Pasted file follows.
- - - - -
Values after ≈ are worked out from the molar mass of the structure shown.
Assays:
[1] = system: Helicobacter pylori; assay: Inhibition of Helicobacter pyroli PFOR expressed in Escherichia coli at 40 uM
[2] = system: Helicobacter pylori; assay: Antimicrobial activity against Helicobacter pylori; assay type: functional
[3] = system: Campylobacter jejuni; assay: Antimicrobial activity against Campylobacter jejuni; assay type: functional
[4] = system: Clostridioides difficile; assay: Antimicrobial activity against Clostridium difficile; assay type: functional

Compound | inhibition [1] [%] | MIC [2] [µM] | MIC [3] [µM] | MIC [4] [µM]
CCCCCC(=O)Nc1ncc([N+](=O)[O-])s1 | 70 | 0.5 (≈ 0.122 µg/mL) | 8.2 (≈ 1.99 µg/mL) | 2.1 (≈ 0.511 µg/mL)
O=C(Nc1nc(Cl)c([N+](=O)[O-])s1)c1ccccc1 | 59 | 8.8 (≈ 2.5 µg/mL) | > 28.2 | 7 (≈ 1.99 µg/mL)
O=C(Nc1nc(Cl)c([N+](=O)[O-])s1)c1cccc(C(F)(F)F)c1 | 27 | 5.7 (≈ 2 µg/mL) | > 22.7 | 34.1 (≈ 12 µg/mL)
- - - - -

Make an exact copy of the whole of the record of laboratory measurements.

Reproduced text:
Values after ≈ are worked out from the molar mass of the structure shown.
Assays:
[1] = system: Helicobacter pylori; assay: Inhibition of Helicobacter pyroli PFOR expressed in Escherichia coli at 40 uM
[2] = system: Helicobacter pylori; assay: Antimicrobial activity against Helicobacter pylori; assay type: functional
[3] = system: Campylobacter jejuni; assay: Antimicrobial activity against Campylobacter jejuni; assay type: functional
[4] = system: Clostridioides difficile; assay: Antimicrobial activity against Clostridium difficile; assay type: functional

Compound | inhibition [1] [%] | MIC [2] [µM] | MIC [3] [µM] | MIC [4] [µM]
CCCCCC(=O)Nc1ncc([N+](=O)[O-])s1 | 70 | 0.5 (≈ 0.122 µg/mL) | 8.2 (≈ 1.99 µg/mL) | 2.1 (≈ 0.511 µg/mL)
O=C(Nc1nc(Cl)c([N+](=O)[O-])s1)c1ccccc1 | 59 | 8.8 (≈ 2.5 µg/mL) | > 28.2 | 7 (≈ 1.99 µg/mL)
O=C(Nc1nc(Cl)c([N+](=O)[O-])s1)c1cccc(C(F)(F)F)c1 | 27 | 5.7 (≈ 2 µg/mL) | > 22.7 | 34.1 (≈ 12 µg/mL)